Catholic Charities distributing food across 3 counties
CARIBOU, Maine — For more than three weeks, Catholic Charities, through a partnership with the USDA and Pineland Farms, has been distributing food boxes to Mainers throughout Aroostook, Washington and Northern Penobscot counties and will continue to do so throughout August.
“It’s exhausting, incredible and unbelievable all in one package,” said Dixie Shaw, Catholic Charities Hunger and Relief Services director, who called the program one of the most “fast and furious food distributions” she’s ever been involved with.
The USDA Farmers to Families Food Box Program provides 10,000 boxes of food that are distributed across Maine each week. There are no income guidelines and all Maine residents are eligible.
“So many people have said to us that they never qualify for anything,” Shaw said. “There are so many people who are suffering right now and may need things that people don’t realize. They could have a nice house and a fancy car, but that doesn’t matter if you’re out of work and experiencing the challenges we’ve had with the virus. You could have a great business, but it could be shut down.”
The food for the boxes has been purchased through a $2.14 million contract the USDA awarded to the Maine Farmers Exchange in Presque Isle, along with $1.35 million awarded to Native Maine Produce & Specialty Foods. The funds allow for the purchase of produce, dairy and meat products from local farmers to fill the boxes.
When the effects of the coronavirus pandemic shut down much of The County in mid-March, Catholic Charities kept on going, with more and more food requests and the addition of four new pantries to serve, which brings their total to 28 pantries.
“Everything stopped for everybody, and everything immediately got crazy for us. We never stopped, not for a second,” Shaw said.
“It’s been crazy, but all of a sudden we had an opportunity to be a part of this and I didn’t bat an eye when they asked me if I could help. I knew it was needed; and it’s food, and that’s what we do. It’s our mission to feed folks.”
So far there has yet to be any food left over after any distribution events, which have taken place all over Aroostook County.
“We’ve sold out at every show,” Shaw said. “Typically we go for a full load of 1,360 boxes.”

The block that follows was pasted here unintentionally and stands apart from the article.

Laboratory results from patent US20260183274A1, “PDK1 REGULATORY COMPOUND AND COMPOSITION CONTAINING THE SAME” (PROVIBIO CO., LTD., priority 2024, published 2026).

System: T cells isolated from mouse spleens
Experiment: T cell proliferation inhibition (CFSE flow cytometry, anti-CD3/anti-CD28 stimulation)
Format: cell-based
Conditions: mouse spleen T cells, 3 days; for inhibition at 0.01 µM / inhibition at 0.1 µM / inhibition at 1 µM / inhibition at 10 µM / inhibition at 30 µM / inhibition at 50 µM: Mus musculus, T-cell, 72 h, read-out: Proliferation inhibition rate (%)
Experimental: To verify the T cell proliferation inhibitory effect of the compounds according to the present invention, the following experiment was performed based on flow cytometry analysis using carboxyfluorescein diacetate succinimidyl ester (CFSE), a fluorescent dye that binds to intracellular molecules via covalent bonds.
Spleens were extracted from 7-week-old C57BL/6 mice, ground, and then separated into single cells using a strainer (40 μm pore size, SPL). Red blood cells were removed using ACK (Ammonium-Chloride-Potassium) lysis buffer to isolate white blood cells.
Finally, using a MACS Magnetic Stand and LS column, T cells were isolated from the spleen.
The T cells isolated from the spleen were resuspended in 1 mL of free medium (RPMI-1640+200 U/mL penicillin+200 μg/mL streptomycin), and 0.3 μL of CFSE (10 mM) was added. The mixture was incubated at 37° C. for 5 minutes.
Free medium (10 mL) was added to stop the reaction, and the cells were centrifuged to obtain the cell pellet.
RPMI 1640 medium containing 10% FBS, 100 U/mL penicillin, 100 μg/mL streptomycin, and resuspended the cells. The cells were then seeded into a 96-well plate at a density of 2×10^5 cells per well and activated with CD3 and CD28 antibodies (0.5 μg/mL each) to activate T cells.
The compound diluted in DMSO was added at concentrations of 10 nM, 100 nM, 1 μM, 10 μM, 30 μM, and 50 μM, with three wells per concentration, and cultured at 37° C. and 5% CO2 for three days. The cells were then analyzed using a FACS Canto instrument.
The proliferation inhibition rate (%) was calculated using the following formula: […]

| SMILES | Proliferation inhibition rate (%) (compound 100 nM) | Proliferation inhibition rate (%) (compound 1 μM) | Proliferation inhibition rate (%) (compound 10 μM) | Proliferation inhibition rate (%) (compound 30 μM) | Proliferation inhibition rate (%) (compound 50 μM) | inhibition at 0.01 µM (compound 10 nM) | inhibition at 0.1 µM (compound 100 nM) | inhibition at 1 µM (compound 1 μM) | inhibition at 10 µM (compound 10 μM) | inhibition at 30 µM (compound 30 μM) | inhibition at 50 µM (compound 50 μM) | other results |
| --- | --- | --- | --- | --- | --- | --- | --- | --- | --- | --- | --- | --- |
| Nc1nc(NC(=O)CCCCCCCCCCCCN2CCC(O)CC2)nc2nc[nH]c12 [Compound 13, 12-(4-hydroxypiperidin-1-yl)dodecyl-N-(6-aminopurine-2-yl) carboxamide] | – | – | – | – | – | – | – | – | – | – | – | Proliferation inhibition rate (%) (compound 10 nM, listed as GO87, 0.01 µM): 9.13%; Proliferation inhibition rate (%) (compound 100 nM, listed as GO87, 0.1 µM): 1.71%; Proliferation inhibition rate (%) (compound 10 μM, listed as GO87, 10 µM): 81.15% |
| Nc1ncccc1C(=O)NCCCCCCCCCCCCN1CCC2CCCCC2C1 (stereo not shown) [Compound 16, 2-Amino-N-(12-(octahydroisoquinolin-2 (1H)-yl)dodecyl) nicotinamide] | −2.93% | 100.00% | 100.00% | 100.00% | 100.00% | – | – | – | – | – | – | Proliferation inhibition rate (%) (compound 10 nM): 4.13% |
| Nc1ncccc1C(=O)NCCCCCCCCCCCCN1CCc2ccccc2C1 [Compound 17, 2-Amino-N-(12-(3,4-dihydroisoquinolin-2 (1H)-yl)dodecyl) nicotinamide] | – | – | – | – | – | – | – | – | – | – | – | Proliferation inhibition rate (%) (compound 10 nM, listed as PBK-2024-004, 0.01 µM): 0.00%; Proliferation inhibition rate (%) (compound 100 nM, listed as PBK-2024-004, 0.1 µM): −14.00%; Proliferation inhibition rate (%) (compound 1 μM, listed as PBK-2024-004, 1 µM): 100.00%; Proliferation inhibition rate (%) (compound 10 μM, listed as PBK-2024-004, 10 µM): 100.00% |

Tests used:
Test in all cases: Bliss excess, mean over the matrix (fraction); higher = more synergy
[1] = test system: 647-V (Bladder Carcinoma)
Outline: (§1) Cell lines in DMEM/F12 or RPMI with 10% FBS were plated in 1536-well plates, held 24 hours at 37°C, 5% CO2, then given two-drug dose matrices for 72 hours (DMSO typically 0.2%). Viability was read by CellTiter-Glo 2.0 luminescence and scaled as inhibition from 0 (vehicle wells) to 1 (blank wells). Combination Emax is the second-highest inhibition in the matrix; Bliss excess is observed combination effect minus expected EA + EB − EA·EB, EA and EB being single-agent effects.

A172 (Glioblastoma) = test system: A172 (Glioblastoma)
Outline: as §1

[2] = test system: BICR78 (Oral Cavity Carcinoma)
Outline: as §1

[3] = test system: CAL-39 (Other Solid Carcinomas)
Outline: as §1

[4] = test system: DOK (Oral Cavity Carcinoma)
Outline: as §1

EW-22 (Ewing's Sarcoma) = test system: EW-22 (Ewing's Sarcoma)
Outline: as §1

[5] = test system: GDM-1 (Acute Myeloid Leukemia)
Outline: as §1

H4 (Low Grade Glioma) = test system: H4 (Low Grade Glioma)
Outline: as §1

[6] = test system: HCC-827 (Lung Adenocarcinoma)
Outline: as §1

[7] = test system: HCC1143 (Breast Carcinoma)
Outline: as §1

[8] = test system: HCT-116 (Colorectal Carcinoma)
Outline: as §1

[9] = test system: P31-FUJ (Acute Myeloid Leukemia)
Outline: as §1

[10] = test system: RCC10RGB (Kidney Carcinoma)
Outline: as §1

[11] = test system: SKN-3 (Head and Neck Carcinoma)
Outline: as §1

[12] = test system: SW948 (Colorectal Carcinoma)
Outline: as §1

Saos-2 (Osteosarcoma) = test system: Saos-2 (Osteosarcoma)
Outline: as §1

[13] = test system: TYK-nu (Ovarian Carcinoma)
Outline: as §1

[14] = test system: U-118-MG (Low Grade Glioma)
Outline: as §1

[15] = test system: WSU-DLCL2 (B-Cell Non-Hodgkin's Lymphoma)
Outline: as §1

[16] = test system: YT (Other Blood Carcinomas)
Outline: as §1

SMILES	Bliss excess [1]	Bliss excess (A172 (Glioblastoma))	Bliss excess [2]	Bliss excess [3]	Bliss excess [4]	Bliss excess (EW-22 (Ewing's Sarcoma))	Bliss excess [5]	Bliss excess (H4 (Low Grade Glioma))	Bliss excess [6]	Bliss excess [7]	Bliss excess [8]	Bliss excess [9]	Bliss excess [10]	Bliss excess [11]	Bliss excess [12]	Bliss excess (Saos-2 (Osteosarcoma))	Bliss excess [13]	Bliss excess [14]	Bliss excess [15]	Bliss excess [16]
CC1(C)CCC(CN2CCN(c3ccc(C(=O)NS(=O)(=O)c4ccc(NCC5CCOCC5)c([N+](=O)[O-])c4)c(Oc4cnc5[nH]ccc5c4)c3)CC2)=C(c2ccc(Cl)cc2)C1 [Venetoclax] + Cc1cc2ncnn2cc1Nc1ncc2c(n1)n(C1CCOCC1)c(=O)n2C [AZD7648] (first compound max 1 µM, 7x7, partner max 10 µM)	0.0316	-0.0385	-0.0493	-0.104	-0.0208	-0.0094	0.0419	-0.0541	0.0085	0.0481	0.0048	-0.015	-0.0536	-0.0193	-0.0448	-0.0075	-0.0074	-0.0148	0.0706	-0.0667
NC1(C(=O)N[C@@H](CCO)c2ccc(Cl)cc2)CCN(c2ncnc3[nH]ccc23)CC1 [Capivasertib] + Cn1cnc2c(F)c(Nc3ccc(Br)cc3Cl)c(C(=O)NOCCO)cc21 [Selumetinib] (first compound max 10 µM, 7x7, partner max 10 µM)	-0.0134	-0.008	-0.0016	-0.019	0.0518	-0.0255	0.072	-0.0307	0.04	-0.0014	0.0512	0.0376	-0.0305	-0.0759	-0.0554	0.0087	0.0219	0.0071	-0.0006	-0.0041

She said Catholic Charities relies heavily on volunteers to manage the distribution. The Presque Isle’s Elks Lodge and high school hockey team, as well as the St. Louis Church in Fort Kent, have been among the helpers.
“We couldn’t possibly do it without these wonderful people and organizations,” she said. “It takes anywhere from eight to 16 people at each distribution.”
Because the program is statewide, Shaw said if anything is left over after an event in another county, it could go to her organization for distribution. Recently, they received 300 leftover boxes and were able to pass out a total of 1,700 boxes in Presque Isle.
The distribution typically goes from 10 a.m. to 2 p.m., but the boxes are usually gone by 2.
Another potential round of funding could cover distribution throughout September and October, Shaw said, and a third round of funding could be passed in November and December.
“Some people are a little shy about [November and December] because of the weather conditions, but with Catholic Charities we’ve been passing out food 12 months a year during rain, snow, winds, and floods,” Shaw said. “We’re not scared.”
Looking ahead, Shaw said she needs more volunteers to assist with the distribution. While Presque Isle has plenty of workers, they are currently seeking volunteers in St. Agatha. For liability purposes, Shaw said the organization cannot have any volunteers under the age of 16.
Anyone interested in volunteering or learning more about the food distribution can email Shaw at firstname.lastname@example.org.
“I just want people to know that this is for anybody and everybody,” Shaw said. “If you have a pulse and you live in Maine, you qualify. We’re happy to be a part of this, and to be able to bring more food to the folks of our area.”